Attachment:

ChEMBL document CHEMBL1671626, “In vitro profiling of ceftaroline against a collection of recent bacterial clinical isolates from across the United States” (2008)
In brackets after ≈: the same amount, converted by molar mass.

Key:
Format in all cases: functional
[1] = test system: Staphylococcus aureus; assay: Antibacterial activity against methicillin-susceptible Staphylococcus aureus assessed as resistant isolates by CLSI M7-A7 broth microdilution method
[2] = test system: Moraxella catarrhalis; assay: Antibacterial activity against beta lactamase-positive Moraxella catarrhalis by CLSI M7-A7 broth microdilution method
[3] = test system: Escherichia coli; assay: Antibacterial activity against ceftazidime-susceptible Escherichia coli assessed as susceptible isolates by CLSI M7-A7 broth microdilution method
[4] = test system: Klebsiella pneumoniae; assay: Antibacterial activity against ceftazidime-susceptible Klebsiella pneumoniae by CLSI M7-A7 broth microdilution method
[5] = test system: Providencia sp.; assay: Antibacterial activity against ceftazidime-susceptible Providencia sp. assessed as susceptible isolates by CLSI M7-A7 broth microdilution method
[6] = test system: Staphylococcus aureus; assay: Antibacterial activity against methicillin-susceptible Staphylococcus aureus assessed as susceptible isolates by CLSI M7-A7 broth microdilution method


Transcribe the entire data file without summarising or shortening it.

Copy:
ChEMBL document CHEMBL1671626, “In vitro profiling of ceftaroline against a collection of recent bacterial clinical isolates from across the United States” (2008)
In brackets after ≈: the same amount, converted by molar mass.

Key:
Format in all cases: functional
[1] = test system: Staphylococcus aureus; assay: Antibacterial activity against methicillin-susceptible Staphylococcus aureus assessed as resistant isolates by CLSI M7-A7 broth microdilution method
[2] = test system: Moraxella catarrhalis; assay: Antibacterial activity against beta lactamase-positive Moraxella catarrhalis by CLSI M7-A7 broth microdilution method
[3] = test system: Escherichia coli; assay: Antibacterial activity against ceftazidime-susceptible Escherichia coli assessed as susceptible isolates by CLSI M7-A7 broth microdilution method
[4] = test system: Klebsiella pneumoniae; assay: Antibacterial activity against ceftazidime-susceptible Klebsiella pneumoniae by CLSI M7-A7 broth microdilution method
[5] = test system: Providencia sp.; assay: Antibacterial activity against ceftazidime-susceptible Providencia sp. assessed as susceptible isolates by CLSI M7-A7 broth microdilution method
[6] = test system: Staphylococcus aureus; assay: Antibacterial activity against methicillin-susceptible Staphylococcus aureus assessed as susceptible isolates by CLSI M7-A7 broth microdilution method